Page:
Tips to Avoid Scam Trading Courses

During my time as a sports trader, I have bought several trading courses with many of them helping me to improve my trading and to learn new trading strategies (e.g. Goal Profits).

However, I have also bought courses that turned out to be a complete waste of my money.

Therefore I decided to write this article to provide some tips on how to avoid making the same mistakes I did.

Scam Trading Courses
Tips to Avoid Scam Trading Courses

Top Tips to Avoid Scam Trading Courses

The below list is by no means exhaustive but I believe it includes the main red flags that you should look out for when deciding whether to buy a trading course.

Some of the marketing techniques detailed below (e.g. pre-recorded webinars or once-off payments) may also be used by legitimate courses but if you find a course that is ticking three or more of these red flags then you need to consider whether the course is legit or not.

1. Little to no evidence that they make a living from trading and not from selling courses

You need to ask yourself the question if they are so successful at trading, why do they need to sell a course.

If the answer the guru gives to this question is that they want others to achieve the same success they have or that they do it to avoid being bored then do they really need to charge people £££ to do that.

You should also be sceptical of any screenshots they provide from Betfair showing big profits as this can easily be faked.

Also, any testimonials on the websites of sports trading courses should be taken with a grain of salt, especially if the sports trading guru is running an affiliate program for their course.

The best thing to do is to google the course to see what other people think of it.

However, it is best to ignore any reviews on sites that have an affiliate relationship with whoever is running the course.

No matter what the website owner says, the review is likely to be biased as they will earn commissions if you sign up for the course.

Often you will find the most honest reviews on forums from customers that have actually taken the course.

It is also a good idea to check to see if the company running the course is on

2. Videos explaining their strategies don’t reflect the chance of the strategies winning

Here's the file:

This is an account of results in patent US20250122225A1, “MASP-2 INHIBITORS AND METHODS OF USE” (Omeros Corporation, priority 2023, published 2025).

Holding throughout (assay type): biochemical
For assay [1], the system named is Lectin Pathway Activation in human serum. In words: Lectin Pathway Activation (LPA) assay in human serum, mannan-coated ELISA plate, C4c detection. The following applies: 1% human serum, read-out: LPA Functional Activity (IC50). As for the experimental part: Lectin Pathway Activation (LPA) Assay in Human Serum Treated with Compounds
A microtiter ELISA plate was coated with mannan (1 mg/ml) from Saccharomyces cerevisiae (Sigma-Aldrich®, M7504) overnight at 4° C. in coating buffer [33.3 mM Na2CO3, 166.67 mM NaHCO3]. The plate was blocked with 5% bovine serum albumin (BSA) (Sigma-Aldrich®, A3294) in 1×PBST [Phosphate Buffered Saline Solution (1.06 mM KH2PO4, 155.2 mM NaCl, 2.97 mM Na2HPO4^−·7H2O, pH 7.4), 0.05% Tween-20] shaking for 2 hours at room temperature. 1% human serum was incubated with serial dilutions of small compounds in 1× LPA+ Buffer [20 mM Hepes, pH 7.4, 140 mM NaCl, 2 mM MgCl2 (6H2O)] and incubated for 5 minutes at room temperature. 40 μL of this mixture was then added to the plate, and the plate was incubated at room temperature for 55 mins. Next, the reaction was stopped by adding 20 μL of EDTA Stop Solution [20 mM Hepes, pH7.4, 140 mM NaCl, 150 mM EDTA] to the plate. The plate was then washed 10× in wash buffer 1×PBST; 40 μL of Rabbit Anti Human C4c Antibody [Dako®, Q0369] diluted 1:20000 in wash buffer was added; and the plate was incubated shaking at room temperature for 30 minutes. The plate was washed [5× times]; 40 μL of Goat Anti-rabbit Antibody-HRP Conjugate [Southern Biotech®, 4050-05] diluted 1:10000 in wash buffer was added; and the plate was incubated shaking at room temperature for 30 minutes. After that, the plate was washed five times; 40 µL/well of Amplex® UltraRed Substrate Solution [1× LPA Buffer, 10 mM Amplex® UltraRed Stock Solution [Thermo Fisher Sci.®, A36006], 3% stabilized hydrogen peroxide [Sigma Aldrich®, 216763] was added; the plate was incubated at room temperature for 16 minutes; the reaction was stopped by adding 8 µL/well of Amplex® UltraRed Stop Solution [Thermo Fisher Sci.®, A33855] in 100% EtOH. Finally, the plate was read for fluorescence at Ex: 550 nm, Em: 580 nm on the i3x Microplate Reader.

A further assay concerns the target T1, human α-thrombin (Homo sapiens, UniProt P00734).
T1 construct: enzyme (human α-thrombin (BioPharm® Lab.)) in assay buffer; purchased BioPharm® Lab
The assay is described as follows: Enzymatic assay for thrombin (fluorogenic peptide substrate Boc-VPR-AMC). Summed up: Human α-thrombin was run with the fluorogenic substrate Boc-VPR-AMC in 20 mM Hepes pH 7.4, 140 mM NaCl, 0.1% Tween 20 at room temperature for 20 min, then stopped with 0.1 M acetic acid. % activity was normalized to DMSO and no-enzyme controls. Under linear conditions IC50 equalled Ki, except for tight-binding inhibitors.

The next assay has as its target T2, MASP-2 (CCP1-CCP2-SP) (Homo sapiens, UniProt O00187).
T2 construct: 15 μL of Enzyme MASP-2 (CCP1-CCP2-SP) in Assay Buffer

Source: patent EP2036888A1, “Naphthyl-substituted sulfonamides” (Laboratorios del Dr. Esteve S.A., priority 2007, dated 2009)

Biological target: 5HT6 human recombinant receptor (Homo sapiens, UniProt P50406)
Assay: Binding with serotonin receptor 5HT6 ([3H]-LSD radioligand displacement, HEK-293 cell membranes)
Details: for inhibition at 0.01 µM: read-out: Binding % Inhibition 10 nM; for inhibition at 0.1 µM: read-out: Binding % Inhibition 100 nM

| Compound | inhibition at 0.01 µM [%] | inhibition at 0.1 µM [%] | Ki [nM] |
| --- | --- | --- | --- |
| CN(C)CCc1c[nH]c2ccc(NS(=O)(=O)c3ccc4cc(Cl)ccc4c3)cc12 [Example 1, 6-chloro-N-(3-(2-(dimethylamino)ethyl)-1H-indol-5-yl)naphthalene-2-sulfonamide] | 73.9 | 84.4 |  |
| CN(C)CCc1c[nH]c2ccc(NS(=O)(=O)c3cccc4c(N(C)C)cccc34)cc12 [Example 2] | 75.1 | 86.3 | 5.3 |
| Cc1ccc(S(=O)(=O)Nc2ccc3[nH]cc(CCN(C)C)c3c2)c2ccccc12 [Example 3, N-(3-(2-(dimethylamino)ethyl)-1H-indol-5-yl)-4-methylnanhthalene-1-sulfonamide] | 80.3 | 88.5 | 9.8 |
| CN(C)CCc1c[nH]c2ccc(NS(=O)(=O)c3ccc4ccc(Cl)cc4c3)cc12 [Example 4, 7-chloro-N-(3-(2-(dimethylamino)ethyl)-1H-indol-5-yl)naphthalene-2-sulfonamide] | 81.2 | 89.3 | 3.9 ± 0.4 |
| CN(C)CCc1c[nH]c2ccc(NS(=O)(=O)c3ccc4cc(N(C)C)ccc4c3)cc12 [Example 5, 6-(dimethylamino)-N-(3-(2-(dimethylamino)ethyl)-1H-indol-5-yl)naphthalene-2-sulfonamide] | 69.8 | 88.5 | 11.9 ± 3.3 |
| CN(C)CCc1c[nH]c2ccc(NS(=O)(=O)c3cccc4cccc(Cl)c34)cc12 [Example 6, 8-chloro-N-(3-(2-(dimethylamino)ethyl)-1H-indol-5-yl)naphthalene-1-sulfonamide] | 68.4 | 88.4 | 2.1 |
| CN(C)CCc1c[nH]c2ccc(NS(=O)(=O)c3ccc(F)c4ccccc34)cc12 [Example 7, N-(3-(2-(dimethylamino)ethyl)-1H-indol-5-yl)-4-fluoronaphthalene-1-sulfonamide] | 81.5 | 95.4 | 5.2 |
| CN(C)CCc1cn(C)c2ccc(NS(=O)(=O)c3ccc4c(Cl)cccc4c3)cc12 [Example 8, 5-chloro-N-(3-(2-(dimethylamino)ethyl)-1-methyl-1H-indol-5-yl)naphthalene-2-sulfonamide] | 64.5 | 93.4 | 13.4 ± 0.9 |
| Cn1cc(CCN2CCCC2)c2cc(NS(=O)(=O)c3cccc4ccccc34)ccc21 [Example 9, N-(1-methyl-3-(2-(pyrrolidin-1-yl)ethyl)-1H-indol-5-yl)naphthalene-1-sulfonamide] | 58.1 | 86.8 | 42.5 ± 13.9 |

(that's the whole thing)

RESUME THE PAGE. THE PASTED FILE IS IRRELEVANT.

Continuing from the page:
This is another common thing I see, where the so called guru will give you examples of their strategy where they will show four winning trades and if you are lucky, one losing trade or one scratch trade.

This gives beginners the false impression that the strategy will win more often than not.

Then when they actually trade the strategy themselves, they might find that it actually wins about 50% of the time and that it is not profitable over the long term.

3. The course will often be a one off payment

Although you shouldn’t immediately discount a course just because it is a one off payment, I have found that most scam trading courses will be sold this way.

A course that has a recurring payment structure will constantly have to keep their information up to date and fine tune any strategies they use so that they keep their subscribers happy.

In contrast, a course with a one time payment does not need to do this.

4. They often will not have a clear refund policy or they will make claiming a refund very difficult

The lack of a clear refund policy is something you will see frequently in scam trading courses and even those that have refund policies will make you jump through a lot of hoops before issuing a refund.

5. They will often use pre recorded webinars but will pretend they are live

This is one that really annoys me.

It’s fine to use a pre recorded webinar as long as you make it clear to the people watching it that it is pre recorded.

Otherwise, I think you are showing disrespect to the viewers of a webinar.

6. They will often limit when you can sign up for the course

This is a clever marketing ploy used by some scam trading courses where they will only allow people to sign up at certain times of the year.

At other times of the year, you will need to sign up to the waiting list.

They do this to create a feeling of exclusivity with their course so that when you finally do get a chance to sign up, you are more likely to sign up as you have been waiting so long for it.

It creates the feeling that if I don’t sign up today, I will have to wait a long time before I get the same opportunity again.

7. They will always offer a discount price to new customers signing up

If they always offer the same discount price for the course to new customers, then is it really a discount or is it just the actual price of the course.

8. They will often say there are absolutely no barriers to entry

For me, this is one of the key things to look out for when judging the merits of a sports trading course.

If they are saying literally anyone can make money trading sports online, then I think this is a red flag that they are more interested in getting their hands on your hard earned money than they are in helping you become a successful sports trader.

In my opinion, sports trading is not for everyone.

If you are risk averse, hate maths and numbers and don’t understand probabilities, then sports trading is probably not for you.

9. They will try and sell you the dream

If the sports trading guru is overly focused on selling you the dream of quitting your job, sleeping in until 12 each day, having a big house and a fast car and all you have to do to get all these things, is to sign up for their course, then this is a major red flag for me.

10. They will often offer a free course but will quickly try and upsell you to a paid course

In these situations, the main reason they are offering a free course is to get your email so that they can upsell you to their paid course.

You will usually get a series of emails showing the success of other paid course members and why you can join them by signing up for the paid course.